You might think that learning lettering requires just a paper and pen — and you’re right! But you’ll find it’s much easier to learn this new skill if you get a little more specific with your supplies. I’ve broken it down into three major categories to help guide your shopping.
The best paper for beginners lets you cheat a little: look for practice pads that have grids or dots on them — these make all the difference when you're learning to create evenly spaced letters.
As you advance and start working on larger lettering projects, you’ll want a smooth paper that doesn’t fray your brush pens. Regular printer paper won’t work, but you’ll find that art stores sell plenty of options made specifically for marker practice. This paper is often a little glossier, and it's easy on your markers.
When shopping for your first few pens, go for variety! You'll want to buy at least four different styles to practice with, and to help you figure out which type of pen is most comfortable for you. Start by noting a pen's flexibility and thickness, which will tell you a lot about its writing style.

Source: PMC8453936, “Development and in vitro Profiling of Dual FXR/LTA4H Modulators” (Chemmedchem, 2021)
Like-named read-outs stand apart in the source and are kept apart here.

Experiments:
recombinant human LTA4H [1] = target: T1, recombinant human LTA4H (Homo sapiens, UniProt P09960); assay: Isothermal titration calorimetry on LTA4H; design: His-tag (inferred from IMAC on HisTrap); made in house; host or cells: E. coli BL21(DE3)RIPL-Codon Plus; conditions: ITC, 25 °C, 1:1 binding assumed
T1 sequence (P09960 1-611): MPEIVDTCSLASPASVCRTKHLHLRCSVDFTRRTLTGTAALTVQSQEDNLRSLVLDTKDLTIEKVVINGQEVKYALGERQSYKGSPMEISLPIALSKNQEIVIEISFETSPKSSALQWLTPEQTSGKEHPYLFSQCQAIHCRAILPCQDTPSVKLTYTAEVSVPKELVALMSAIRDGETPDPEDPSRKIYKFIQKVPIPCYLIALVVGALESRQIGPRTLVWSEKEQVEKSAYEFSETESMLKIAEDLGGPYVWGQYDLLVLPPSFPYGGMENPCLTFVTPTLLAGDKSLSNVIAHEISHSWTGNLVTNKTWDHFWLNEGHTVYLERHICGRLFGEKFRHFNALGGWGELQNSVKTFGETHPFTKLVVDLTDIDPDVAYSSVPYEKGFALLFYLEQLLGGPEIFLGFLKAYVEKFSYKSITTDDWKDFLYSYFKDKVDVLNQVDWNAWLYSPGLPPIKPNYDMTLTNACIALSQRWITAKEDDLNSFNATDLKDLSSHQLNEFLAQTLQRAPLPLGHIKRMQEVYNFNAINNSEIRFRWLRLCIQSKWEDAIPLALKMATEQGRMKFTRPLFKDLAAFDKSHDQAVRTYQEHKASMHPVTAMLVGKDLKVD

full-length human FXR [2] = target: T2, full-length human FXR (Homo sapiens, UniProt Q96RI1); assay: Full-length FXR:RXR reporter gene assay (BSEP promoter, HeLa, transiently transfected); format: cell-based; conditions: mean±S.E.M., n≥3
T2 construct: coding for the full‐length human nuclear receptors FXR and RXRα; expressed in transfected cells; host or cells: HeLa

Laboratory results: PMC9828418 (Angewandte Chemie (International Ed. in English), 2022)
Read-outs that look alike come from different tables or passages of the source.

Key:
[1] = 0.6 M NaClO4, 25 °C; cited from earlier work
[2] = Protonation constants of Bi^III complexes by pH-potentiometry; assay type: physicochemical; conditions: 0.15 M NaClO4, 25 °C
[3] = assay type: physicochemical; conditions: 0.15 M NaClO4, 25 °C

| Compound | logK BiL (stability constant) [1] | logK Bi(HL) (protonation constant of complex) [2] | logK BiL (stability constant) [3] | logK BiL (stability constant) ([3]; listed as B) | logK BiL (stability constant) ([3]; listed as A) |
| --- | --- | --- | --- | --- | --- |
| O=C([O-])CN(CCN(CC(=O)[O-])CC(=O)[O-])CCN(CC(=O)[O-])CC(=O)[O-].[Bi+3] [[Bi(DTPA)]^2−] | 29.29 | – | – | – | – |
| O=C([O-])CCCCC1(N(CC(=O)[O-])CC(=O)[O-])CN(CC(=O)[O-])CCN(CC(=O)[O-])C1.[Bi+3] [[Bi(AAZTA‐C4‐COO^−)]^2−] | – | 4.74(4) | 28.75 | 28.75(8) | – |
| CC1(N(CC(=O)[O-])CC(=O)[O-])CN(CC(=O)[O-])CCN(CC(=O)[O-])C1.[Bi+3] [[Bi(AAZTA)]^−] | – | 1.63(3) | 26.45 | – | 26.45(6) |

Also notice if a pen has a marker tip or a brush tip — brush tips tend to be more flexible, whereas markers are more rigid and require extra pressure when writing.
And don't forget color: It’s great to have a few different black pens you love, but also make sure to get a few basic shades so you can practice composition and blending.
These may seem basic, but they’re important! Make sure you have a good pencil and eraser for drawing out larger phrases or compositions. A ruler or envelope guide is really helpful for creating precise lines and addresses. And finally, a nice, bright desk lamp will illuminate your space and make it easier for you to take great photos of your gorgeous work!